A river could be a tree - the story of Angela Himsel

A Jerusalem meeting with Angela Himsel, whose true story is so unusual that it could never make it as fiction.

Rochel Sylvetsky, | updated: 15:06

Rochel Sylvetsky
Rochel Sylvetsky
]Yonatan Zindel Flash 90

A river could be a tree – and a member of the Indiana chapter of the Worldwide Church of God can end up an Orthodox Jewish mother on NY's Upper West Side.

Truth is stranger than fiction, goes the old adage. In the case of "A River Could be a tree" by Angela Himsel, my conclusion is that it is an instance where "you definitely can't make this stuff up," as the expression since expropriated by Netflix goes. No one could create the unbelievable autobiographical story told by this writer in flowing, witty, plain-talking prose.

I met with Angela Himsel when she made a trip to Israel to promote her book and decided to ask if she would tell me about her life firsthand. She agree to find the time and we enjoyed a cup of coffee on Jerusalem's bustling Emek Refaim street together, while I tried to reconcile the amazing life story she wrote - called A River Could be a Tree - with the attractive, self-confident and articulate woman sitting opposite me.

A Rvier Could be a Tree
צילום: INN:RS

Question: Tell me about the beginning of the long journey you took to where you are today – to being someone who seems utterly at home in modern Israel and familiar with Jerusalem's streets.

Angela: My childhood was the farthest point you can imagine from Emek Refaim Street. I grew up in Jasper, Indiana, 7th of 11 children in a rural family of German origins that belonged to the Worldwide Church of God  As children and teens, my father, a true believer, made us feel that the sect's unusual practices were  the only way to live – that all other Christian denominations had interpreted things incorrectly.

We celebrated holidays on the Jewish dates,  as the sect instructed, went to church on Saturday, donated tithes (this with my parents struggling to get by), believed implicitly that the Apocalypse would come in 1975 and that if we were deserving, we would be transported to Petra, in Jordan, where we would be saved.

Question: Weren't there tenets that you found troubling?

Angela:  The cult believed that God was the Healer and that seeking medical help was not allowed. My beloved sister had a heart problem – we will never know if medical procedures could have saved her, but my parents did not go that way.  They loved her, prayed for her to be well -  but she did not make it.  They really loved us all, we were certainly a warm family and still care about one another today, but their beliefs guided all their actions.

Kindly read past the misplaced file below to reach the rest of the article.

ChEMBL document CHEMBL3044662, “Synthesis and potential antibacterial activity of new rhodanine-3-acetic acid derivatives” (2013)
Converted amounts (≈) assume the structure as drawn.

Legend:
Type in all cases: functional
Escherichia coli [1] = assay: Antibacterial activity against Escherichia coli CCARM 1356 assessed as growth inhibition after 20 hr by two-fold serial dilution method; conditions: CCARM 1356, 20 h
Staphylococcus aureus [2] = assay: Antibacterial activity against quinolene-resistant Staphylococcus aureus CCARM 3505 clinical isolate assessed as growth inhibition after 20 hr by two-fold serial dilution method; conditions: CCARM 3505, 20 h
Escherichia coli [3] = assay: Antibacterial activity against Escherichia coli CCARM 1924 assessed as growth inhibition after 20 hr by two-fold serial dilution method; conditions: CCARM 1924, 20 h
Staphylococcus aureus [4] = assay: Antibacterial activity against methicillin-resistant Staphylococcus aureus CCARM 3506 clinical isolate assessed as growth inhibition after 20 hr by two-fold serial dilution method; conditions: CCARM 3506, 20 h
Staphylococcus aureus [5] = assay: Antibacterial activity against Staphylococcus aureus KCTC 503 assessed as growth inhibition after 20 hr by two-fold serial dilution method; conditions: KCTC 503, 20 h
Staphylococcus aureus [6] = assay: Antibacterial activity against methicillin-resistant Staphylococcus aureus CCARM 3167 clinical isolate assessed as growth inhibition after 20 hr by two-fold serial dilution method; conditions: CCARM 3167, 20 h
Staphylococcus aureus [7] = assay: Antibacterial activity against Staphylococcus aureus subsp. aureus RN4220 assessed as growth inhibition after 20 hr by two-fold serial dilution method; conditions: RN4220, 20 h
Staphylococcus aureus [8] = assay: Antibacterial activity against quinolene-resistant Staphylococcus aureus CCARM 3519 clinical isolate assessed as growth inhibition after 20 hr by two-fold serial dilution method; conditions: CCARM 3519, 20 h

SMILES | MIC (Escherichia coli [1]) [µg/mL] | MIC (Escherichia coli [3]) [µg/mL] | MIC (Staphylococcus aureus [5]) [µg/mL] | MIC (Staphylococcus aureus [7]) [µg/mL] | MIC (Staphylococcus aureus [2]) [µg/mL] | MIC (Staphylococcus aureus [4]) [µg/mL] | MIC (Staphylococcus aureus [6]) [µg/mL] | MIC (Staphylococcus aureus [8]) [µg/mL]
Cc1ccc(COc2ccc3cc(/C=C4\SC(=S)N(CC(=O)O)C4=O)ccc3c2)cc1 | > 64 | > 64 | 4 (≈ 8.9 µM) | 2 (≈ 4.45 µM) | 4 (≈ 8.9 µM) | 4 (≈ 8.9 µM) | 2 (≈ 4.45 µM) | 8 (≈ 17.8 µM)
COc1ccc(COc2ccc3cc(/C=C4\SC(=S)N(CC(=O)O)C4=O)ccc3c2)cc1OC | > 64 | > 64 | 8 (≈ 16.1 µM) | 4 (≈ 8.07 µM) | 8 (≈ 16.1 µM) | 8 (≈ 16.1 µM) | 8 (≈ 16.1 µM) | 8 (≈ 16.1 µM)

Question: How did the sect's demands affect your own daily life?

Angela:  Everything was part of religious observance and I was always worried about not deserving to be saved. Still, I could not observe the church's absolute ban on makeup as I got older - . I am blond and if I don't wear eye makeup, I fade into the woodwork. When I reached my teens, I ignored that ban despite the criticism.

Only many years later, did I realize that I was raised in an apocalyptic cult run by a corrupt, embezzling womanizer who lived in splendor while we counted pennies and followed his commands. My parents had no idea.

Question:  So what happened?

Angela:  I was allowed to go to college – and there I saw that there was a big world out there, with choices. I wanted to spend a study year in Germany, looking up my roots – I knew German from home - but I saw pamphlets on Israel in the student office and, imagining it as still looking like the Land of the Bible in ancient times, decided to go there instead.

It was a shock to realize that only Arabs ploughing fields and Bedouin encampments looked somewhat biblical, but I loved it there and I ended up studying in Hebrew U for another two years. The archaeology that revealed glimpses of the past excited and intrigued me, as did the people.